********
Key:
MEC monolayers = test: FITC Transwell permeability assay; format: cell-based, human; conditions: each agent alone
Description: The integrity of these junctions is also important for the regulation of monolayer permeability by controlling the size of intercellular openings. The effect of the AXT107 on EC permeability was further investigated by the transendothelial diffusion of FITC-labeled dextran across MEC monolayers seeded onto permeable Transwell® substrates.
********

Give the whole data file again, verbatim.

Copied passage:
Key:
MEC monolayers = test: FITC Transwell permeability assay; format: cell-based, human; conditions: each agent alone
Description: The integrity of these junctions is also important for the regulation of monolayer permeability by controlling the size of intercellular openings. The effect of the AXT107 on EC permeability was further investigated by the transendothelial diffusion of FITC-labeled dextran across MEC monolayers seeded onto permeable Transwell® substrates.